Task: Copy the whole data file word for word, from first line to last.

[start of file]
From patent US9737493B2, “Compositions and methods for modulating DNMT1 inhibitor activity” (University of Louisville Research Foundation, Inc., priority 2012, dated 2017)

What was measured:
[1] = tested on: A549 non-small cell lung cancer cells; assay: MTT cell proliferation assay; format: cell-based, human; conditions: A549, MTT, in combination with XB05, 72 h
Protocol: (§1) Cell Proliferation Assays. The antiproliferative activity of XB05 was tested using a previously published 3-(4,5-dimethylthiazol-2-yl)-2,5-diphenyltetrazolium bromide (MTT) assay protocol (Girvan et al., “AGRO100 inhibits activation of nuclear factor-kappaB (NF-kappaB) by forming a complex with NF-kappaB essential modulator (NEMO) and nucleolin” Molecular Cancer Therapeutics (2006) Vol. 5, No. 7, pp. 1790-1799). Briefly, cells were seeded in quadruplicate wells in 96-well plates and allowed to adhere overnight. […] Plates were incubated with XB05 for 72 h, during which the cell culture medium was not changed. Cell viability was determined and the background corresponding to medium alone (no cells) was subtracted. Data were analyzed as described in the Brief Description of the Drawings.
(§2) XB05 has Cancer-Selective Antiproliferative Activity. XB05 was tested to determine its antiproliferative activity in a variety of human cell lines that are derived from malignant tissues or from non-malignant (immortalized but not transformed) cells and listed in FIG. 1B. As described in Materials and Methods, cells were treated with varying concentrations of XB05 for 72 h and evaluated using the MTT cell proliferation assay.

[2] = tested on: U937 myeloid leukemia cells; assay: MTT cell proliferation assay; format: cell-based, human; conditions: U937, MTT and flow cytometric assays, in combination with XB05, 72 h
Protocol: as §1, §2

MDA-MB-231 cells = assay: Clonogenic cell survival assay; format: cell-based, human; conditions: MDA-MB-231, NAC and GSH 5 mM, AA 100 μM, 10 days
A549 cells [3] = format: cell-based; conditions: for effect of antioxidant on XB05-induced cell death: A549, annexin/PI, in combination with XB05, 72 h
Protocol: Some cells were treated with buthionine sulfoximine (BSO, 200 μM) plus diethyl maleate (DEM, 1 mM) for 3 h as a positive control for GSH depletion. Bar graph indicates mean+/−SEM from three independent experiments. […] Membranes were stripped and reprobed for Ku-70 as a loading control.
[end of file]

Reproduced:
From patent US9737493B2, “Compositions and methods for modulating DNMT1 inhibitor activity” (University of Louisville Research Foundation, Inc., priority 2012, dated 2017)

What was measured:
[1] = tested on: A549 non-small cell lung cancer cells; assay: MTT cell proliferation assay; format: cell-based, human; conditions: A549, MTT, in combination with XB05, 72 h
Protocol: (§1) Cell Proliferation Assays. The antiproliferative activity of XB05 was tested using a previously published 3-(4,5-dimethylthiazol-2-yl)-2,5-diphenyltetrazolium bromide (MTT) assay protocol (Girvan et al., “AGRO100 inhibits activation of nuclear factor-kappaB (NF-kappaB) by forming a complex with NF-kappaB essential modulator (NEMO) and nucleolin” Molecular Cancer Therapeutics (2006) Vol. 5, No. 7, pp. 1790-1799). Briefly, cells were seeded in quadruplicate wells in 96-well plates and allowed to adhere overnight. […] Plates were incubated with XB05 for 72 h, during which the cell culture medium was not changed. Cell viability was determined and the background corresponding to medium alone (no cells) was subtracted. Data were analyzed as described in the Brief Description of the Drawings.
(§2) XB05 has Cancer-Selective Antiproliferative Activity. XB05 was tested to determine its antiproliferative activity in a variety of human cell lines that are derived from malignant tissues or from non-malignant (immortalized but not transformed) cells and listed in FIG. 1B. As described in Materials and Methods, cells were treated with varying concentrations of XB05 for 72 h and evaluated using the MTT cell proliferation assay.

[2] = tested on: U937 myeloid leukemia cells; assay: MTT cell proliferation assay; format: cell-based, human; conditions: U937, MTT and flow cytometric assays, in combination with XB05, 72 h
Protocol: as §1, §2

MDA-MB-231 cells = assay: Clonogenic cell survival assay; format: cell-based, human; conditions: MDA-MB-231, NAC and GSH 5 mM, AA 100 μM, 10 days
A549 cells [3] = format: cell-based; conditions: for effect of antioxidant on XB05-induced cell death: A549, annexin/PI, in combination with XB05, 72 h
Protocol: Some cells were treated with buthionine sulfoximine (BSO, 200 μM) plus diethyl maleate (DEM, 1 mM) for 3 h as a positive control for GSH depletion. Bar graph indicates mean+/−SEM from three independent experiments. […] Membranes were stripped and reprobed for Ku-70 as a loading control.